Note to Editors: The study abstracts follow.
“Novel Phase of Carbon, Ferromagnetism and Conversion into Diamond”
Authors: Jagdish Narayan and Anagh Bhaumik, North Carolina State University
Published: Nov. 30, Journal of Applied Physics
Abstract: We report the discovery of new phase of carbon (referred to as Q-carbon) and address fundamental issues related to direct conversion of carbon into diamond at ambient temperatures and pressures in air without any need for catalyst and presence of hydrogen. The Q-carbon is formed as result of quenching from super undercooled state by using high-power nanosecond laser pulses. We discuss the equilibrium phase diagram (P vs. T) of carbon, and show that by rapid quenching kinetics can shift thermodynamic graphite/diamond/ liquid carbon triple point from 5000K/12GPa to super undercooled carbon at atmospheric pressure in air. It is shown that nanosecond laser heating of diamondlike amorphous carbon on sapphire, glass and polymer substrates can be confined to melt carbon in a super undercooled state. By quenching the carbon from the super undercooled state, we have created a new state of carbon (Q-carbon) from which nanodiamond, microdiamond, microneedles and thin films are formed depending upon the nucleation and growth times allowed for diamond formation. The Q-carbon quenched from liquid is a new state of solid carbon with a higher mass density than amorphous carbon and a mixture of mostly four-fold sp3 (75-85%) and the rest three-fold sp2 bonded carbon (with distinct entropy). It is expected to have new and improved mechanical hardness, electrical conductivity, chemical and physical properties, including room-temperature ferromagnetism (RTFM) and enhanced field emission. Here we present interesting results on RTFM, enhanced electrical conductivity, and surface potential of Q-carbon to emphasize its unique properties. The Q-carbon exhibits robust bulk ferromagnetism with estimated Curie temperature of about 500K and saturation magnetization value of 20 emu g-1. From the Q-carbon, diamond phase is nucleated and a variety of micro- and nanostructures, and large-area single-crystal diamond sheets are grown by allowing growth times as needed. Subsequent laser pulses can be used to grow nanodiamond into microdiamond and nucleate other nanostructures of diamond on the top of existing microdiamond and create novel nanostructured materials. The microstructural details provide insights into the mechanism of nanodiamond and microdiamond formation. This process allows carbon to diamond conversion and formation of useful nanostructures and microstructures at ambient temperatures in air at atmospheric pressure on practical and heat-sensitive substrates in a controlled way without need for any catalysts and hydrogen to stabilize sp3 bonding for diamond formation.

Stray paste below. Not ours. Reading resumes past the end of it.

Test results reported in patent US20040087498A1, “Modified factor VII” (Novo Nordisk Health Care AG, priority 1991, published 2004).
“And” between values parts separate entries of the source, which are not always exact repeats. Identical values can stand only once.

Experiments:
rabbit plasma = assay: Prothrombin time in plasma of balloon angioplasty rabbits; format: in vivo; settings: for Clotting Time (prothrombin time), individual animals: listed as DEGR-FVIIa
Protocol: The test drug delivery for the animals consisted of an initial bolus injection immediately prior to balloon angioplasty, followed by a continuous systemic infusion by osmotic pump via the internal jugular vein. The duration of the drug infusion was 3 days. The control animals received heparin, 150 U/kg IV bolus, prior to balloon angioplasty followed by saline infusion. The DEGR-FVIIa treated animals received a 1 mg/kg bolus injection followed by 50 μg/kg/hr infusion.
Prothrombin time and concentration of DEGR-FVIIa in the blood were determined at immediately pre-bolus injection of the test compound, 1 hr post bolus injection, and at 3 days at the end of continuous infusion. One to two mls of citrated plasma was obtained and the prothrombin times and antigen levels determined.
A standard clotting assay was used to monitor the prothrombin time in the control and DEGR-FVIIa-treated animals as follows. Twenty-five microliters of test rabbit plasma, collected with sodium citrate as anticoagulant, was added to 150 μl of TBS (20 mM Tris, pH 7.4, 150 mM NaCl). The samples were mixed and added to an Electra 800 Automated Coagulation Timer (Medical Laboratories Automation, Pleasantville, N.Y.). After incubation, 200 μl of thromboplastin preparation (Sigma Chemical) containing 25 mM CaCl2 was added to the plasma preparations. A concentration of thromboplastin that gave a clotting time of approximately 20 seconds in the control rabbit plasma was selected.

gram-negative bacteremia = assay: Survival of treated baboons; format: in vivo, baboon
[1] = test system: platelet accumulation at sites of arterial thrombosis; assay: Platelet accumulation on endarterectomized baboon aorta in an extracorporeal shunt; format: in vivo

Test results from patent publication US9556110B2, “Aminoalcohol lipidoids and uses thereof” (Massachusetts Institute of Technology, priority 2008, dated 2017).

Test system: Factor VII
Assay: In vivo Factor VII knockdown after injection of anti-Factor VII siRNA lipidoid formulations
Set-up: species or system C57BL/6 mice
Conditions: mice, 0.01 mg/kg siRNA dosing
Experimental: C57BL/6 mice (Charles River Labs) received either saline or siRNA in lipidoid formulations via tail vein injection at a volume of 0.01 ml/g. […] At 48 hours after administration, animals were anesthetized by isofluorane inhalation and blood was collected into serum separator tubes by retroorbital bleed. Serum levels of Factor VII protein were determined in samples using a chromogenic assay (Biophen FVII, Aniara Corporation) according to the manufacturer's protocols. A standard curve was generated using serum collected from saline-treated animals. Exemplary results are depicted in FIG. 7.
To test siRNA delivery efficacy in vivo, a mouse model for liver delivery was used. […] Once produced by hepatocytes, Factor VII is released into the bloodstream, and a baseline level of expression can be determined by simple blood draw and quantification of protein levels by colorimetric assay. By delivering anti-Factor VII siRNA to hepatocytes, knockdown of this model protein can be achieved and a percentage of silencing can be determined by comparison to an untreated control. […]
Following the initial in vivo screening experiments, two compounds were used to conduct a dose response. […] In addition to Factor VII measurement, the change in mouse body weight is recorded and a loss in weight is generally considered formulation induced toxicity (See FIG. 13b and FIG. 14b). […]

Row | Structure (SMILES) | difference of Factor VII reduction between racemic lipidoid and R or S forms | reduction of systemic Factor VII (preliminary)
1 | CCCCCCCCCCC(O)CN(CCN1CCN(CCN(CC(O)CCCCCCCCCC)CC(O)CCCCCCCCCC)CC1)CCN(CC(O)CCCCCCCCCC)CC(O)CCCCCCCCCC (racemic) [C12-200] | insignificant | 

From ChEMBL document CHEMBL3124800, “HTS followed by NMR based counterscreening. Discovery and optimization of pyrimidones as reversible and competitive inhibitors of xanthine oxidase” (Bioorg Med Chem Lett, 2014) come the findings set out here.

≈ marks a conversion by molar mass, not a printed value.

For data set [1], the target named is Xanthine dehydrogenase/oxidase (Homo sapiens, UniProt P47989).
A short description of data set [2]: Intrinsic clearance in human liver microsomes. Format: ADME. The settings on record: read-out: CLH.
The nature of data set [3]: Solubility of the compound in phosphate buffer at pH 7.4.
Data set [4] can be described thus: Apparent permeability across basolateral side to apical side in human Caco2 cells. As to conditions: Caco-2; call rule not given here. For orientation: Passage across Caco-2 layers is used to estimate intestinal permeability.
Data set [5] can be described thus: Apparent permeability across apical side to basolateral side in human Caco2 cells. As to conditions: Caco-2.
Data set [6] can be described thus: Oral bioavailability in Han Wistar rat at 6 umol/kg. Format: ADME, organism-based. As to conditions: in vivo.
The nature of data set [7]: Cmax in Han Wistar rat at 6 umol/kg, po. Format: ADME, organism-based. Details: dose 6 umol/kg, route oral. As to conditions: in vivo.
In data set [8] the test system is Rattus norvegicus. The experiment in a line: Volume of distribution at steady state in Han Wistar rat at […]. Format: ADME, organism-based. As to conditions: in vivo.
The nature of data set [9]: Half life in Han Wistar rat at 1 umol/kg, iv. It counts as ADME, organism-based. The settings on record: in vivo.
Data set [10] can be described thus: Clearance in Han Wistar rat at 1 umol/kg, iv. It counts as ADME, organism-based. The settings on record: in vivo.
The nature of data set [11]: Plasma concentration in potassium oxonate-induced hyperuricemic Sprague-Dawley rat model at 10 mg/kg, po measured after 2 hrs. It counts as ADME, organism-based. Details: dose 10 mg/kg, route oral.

“Direct conversion of amorphous carbon into diamond at ambient pressures and temperatures in air”
Authors: Jagdish Narayan and Anagh Bhaumik, North Carolina State University
Published: Oct. 7, APL Materials
Abstract: We report on fundamental discovery of conversion of amorphous carbon into diamond by irradiating amorphous carbon films with nanosecond lasers at room-temperature in air at atmospheric pressure. We can create diamond in the form of nanodiamond (size range <100 nm) and microdiamond (>100 nm). Nanosecond laser pulses are used to melt amorphous diamondlike carbon and create a highly undercooled state, from which various forms of diamond can be formed upon cooling. The quenching from the super undercooled state results in nucleation of nanodiamond. It is found that microdiamonds grow out of highly undercooled state of carbon, with nanodiamond acting as seed crystals.